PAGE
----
8. IV: Creative Techniques the underlying image. In this case, Color mode causes the Gradient Overlay to apply color to the brightness values in the leaf. We click the Gradient Overlay Preview and change the color used on one end of the gradient, and then adjust the Opacity and Angle settings until the color is affecting the leaf in just the right way (Figure 10.57). To apply similar settings to the other leaf Smart Objects, we Control/right-click the style-laden layer in the Layers panel, choose Copy Layer Style, select all the other Smart Object layers, Control/right-click one of the layers, and Figure 10.57 One of the Gradient Overlays that we choose Paste Layer Style, which makes all the leaves take applied to the leaves. on the same color (Figures 10.58 and 10.59). To make each leaf a different color, double-click the Layer Style icon on each layer, change the color used in each gradient, and adjust the Angle setting to cause the color to be concen- trated near the outer tip of each leaf (Figure 10.60). Figure 10.58 Copying and pasting Figure 10.59 The leaves appear as a Figure 10.60 The leaves take on dif- the layer style applies it to each of the single color because we applied the ferent colors after we modify the layer selected layers. same layer style to each leaf. style applied to each layer. Adding the Head At this stage, the fan of leaves is about done, but it lacks a background. A stylistic head is the next element to tackle. 383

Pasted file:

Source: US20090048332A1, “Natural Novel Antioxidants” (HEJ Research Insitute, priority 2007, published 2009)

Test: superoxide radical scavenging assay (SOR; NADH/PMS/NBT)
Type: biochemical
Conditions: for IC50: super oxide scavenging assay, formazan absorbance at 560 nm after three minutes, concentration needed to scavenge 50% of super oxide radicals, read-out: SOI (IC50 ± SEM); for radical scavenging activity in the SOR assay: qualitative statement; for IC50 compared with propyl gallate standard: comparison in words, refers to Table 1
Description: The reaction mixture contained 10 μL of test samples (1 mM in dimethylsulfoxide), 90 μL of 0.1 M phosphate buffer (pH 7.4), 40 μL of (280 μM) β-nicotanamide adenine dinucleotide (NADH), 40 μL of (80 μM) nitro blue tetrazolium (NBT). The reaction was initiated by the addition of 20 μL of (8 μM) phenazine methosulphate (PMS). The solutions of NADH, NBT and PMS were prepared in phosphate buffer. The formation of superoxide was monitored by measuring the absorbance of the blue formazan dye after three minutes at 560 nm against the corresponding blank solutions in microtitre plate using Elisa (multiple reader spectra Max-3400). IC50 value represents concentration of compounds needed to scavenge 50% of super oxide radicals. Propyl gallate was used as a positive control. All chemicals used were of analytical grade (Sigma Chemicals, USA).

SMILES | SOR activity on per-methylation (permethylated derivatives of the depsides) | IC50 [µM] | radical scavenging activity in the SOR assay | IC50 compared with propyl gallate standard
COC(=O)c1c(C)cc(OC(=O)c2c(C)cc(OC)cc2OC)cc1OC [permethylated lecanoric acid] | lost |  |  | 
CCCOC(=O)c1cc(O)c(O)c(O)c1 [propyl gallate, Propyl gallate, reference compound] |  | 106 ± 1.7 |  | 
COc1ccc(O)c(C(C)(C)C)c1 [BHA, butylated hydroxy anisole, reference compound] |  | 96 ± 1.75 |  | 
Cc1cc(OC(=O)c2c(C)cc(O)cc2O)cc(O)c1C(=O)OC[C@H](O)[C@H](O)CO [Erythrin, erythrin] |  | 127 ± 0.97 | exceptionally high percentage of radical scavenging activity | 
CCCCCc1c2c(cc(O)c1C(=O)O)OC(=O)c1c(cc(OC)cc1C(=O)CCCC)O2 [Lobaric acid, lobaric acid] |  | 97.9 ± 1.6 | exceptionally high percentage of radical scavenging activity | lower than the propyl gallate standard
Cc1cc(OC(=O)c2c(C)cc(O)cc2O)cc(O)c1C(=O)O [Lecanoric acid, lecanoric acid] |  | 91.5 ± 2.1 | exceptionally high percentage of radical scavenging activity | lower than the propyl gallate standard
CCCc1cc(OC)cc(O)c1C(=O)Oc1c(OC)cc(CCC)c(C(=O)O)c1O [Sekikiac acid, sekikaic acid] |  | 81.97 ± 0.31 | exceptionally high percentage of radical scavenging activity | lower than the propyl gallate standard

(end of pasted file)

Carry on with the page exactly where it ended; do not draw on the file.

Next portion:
9. Chapter 10 Collage Effects We open the head image in Photoshop and drag it into the book cover document, using the Move tool. A problem develops after scaling the head layer to an appropriate size and moving it to the bottom of the Layers stack: All the leaf Smart Object layers look like they’re printed on top of the head, because we set them all to use the Multiply blending mode (Figure 10.61). Since we needed the Multiply mode to cause the leaves to print on top of each other instead of obscuring each other, we select all the leaf Smart Object layers and choose Layer > Smart Objects > Group into New Smart Object to Figure 10.61 Set to Multiply mode, the leaves look like they were printed nest them into a new Smart Object. This solves the prob- on top of the head. lem, because the individual layers that make up a Smart Object cannot interact with layers that are outside the Smart Object. A Smart Object can only interact with the underlying image as a whole, and the blending mode for the newly created Smart Object is set to Normal, which prevents it from interacting with the rest of the image (Figure 10.62). Grouping the leaf layers into a Smart Object also has the added benefit of greatly simplifying the Layers panel. The cover of this book traditionally features a white back- ground, which means that the background of the head image needs to be removed. We start by hiding the fan of Figure 10.62 The leaf layers are leaves Smart Object so it doesn’t obstruct the view of the grouped into a Smart Object, with head layer. Removing the background on the head layer is blending mode set to Normal. an easy process because the background is quite different from the subject in both color and brightness. The Magic Wand tool is perfect for this job. Clicking the background probably isn’t enough to select the whole area, though, so we hold down the Shift key and click unselected por- tions of the background. It takes less than a dozen clicks with the Magic Wand tool to get a decent selection of the background. Then, to hide the background on the head, hold down Option/Alt and click the Layer Mask icon at the bottom of the Layers panel. Holding down Option/Alt causes the selected areas to become hidden when the mask is created (Figure 10.63). We might have to touch up a few Figure 10.63 The background is spots near the mouth and nose, since the original selection removed from the head with the isn’t perfect. Magic Wand tool and a layer mask. 384